You have your own watch?

    When the founder of Luminox, Mr Barry Cohen, asked me what he could put into my watch (the Scott Cassell Deep Dive Automatic), I said I love giant squid, I was the first in the world to film one. So, we put suction cups on the watch, which also help to enhance your grip on the bezel.

    Proceeds that my organisation receives from the sales of the watch go into exploration, because my volunteers and I work for free.

    Tell us about your close encounters with squids

    I've wanted to see a giant squid since I was six years old, and I wanted to be the first to film them.

    The fisherman I found in Mexico to take me told me, if I went into the water with these squids, I was going to die. I thought: "I've ridden on the backs of great white sharks, I'm a combat diver, I can take it."

    So I jumped into the water and it was gorgeous.

    It was so hypnotising to watch the squids that I didn't realise I was surrounded. One grabbed on to my camera and my hand, and yanked back so hard that it dislocated my arm. Two more grabbed my legs and pulled me down, another one hit me on my head. As they pulled me down, I didn't clear my ears in time and my right ear drum imploded.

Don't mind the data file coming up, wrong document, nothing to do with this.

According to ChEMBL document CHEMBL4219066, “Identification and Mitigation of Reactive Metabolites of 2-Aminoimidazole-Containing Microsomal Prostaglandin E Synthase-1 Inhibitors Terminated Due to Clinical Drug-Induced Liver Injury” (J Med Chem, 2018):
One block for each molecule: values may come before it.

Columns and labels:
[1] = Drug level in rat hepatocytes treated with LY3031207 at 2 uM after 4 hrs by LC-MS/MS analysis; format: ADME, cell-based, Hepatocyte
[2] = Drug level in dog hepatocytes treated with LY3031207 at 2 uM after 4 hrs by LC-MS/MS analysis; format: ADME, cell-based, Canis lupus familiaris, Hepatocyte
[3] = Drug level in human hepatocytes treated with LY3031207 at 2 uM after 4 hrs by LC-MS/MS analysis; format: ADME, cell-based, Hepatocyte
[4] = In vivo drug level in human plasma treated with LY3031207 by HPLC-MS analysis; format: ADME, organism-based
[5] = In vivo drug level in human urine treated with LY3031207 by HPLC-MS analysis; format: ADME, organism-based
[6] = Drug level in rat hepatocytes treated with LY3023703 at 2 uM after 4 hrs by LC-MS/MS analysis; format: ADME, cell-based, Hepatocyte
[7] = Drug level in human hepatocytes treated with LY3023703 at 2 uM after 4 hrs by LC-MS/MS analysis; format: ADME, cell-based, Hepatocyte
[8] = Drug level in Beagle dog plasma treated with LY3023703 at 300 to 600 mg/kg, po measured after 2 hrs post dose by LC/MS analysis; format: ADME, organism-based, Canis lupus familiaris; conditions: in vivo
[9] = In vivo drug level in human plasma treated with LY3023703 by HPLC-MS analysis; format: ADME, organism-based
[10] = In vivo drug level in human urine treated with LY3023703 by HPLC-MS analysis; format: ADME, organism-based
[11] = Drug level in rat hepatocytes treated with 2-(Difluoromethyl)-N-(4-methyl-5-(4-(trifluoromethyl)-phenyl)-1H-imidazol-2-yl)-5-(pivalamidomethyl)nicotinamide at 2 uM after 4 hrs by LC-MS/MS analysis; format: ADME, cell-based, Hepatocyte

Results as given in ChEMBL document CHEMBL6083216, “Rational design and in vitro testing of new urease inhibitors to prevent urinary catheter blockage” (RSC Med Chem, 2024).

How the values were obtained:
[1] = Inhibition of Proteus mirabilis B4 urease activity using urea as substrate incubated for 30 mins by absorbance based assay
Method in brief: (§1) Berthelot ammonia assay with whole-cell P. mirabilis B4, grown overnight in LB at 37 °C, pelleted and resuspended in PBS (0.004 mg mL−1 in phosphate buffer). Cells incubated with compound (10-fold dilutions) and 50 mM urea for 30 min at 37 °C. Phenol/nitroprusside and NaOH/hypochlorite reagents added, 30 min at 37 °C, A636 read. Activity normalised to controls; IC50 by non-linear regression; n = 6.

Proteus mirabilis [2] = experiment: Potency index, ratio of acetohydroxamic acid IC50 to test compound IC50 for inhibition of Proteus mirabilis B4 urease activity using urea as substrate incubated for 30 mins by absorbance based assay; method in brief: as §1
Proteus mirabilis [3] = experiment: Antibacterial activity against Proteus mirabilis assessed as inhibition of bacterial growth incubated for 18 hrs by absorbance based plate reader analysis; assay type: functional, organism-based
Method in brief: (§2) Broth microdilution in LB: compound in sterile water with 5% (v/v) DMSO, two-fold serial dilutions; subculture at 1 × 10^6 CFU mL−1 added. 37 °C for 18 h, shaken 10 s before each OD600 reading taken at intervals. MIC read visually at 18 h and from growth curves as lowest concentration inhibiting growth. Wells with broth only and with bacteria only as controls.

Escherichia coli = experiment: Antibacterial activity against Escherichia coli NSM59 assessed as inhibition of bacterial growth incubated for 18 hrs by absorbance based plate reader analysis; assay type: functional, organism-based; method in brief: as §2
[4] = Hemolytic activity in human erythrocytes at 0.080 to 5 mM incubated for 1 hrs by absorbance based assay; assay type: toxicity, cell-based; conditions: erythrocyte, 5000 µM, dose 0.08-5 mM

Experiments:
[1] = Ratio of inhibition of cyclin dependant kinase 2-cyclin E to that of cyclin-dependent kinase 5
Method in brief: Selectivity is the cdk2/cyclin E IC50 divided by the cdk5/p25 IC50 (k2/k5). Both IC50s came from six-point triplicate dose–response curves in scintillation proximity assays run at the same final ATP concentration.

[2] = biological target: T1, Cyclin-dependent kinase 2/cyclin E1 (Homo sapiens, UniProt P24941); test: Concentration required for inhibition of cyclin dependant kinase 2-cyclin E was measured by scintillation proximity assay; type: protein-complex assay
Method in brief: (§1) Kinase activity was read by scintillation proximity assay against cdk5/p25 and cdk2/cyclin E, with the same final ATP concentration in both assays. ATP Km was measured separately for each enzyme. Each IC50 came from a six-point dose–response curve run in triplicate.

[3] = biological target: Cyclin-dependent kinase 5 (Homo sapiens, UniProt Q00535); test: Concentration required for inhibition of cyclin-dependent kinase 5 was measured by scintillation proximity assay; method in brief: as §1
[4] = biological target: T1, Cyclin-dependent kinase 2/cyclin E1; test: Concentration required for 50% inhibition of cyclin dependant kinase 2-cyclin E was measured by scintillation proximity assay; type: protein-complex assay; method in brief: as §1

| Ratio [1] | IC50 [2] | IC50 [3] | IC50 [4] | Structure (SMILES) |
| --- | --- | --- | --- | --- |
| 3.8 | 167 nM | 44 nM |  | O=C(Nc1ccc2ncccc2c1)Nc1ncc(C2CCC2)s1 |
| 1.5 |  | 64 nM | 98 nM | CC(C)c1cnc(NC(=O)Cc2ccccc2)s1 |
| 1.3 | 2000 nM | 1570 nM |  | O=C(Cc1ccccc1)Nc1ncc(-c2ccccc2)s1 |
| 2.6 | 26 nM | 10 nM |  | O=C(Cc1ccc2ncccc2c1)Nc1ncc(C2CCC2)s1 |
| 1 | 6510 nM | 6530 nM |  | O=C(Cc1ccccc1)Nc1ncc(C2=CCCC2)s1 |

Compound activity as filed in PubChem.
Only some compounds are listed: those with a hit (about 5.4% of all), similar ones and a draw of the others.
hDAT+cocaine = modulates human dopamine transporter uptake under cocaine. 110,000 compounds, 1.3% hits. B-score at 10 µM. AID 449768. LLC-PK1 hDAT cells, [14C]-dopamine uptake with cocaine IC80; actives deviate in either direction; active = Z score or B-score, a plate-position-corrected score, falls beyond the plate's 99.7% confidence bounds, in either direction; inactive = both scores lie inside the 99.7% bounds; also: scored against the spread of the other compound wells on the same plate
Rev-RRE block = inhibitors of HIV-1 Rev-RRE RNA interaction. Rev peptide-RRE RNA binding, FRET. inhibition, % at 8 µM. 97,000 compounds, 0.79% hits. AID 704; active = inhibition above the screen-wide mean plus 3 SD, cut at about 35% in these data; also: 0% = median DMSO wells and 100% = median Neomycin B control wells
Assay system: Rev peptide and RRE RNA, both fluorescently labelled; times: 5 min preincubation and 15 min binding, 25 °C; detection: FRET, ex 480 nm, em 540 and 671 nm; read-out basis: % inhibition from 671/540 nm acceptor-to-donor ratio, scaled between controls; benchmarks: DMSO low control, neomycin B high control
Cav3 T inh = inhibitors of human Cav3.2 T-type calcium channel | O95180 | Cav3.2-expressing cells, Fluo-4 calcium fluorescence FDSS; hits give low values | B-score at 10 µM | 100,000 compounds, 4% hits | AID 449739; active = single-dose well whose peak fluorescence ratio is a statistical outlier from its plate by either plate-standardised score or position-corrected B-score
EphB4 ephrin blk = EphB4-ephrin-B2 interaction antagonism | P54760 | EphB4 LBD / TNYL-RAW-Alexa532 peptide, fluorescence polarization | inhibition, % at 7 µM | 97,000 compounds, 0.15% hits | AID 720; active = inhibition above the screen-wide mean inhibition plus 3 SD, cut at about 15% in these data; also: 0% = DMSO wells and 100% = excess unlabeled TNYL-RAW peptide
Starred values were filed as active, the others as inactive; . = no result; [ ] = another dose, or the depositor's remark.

That was my first time. I've since dived with them 2,000 more times. Now I wear body armour and am attached to the boat by a cable.

    I've been attacked over a thousand times by the squids and had my wrist broken five times. Nobody wants to dive with me, because they're so mean!

    Why are you still in love with them?

    These mega-squids are so beautiful and magical when you see them. They are addictive.

    They are problem solvers, highly evolved and scary smart. They look for weaknesses and then they focus on attacking those. They have eyes that look at you like people do.

    It really is an amazing animal - It has blue blood, three hearts, and 1.2 million chromatophores on its skin that change colour in the blink of an eye.

    But they are invading many parts of the ocean?

    They are extending all across the Pacific because of us. They've shown up in the Philippines - it is an infestation of sea monsters.

    Their population is expanding because we've killed all the sharks, their principal predators.

    When you take away the sharks, the Humboldt squid population explodes. They leave from Central and South America and go all the way up to Alaska, eating everything in their path like locusts.

    How can we help to save marine life?

    The oceans are dying. They used to call tuna "the chicken of the sea", but it's now on the endangered-species list. One of the best choices people can make right now is to eat farm-raised fish.

    There are 7.1 billion of us, and if each of us takes small steps to protect the environment - cycling instead of driving, eating less beef or not using plastic - it can add up.


    The Great White submersible is on display as part of the Luminox Save the Seas exhibition at Raffles City Shopping Centre from today till Wednesday.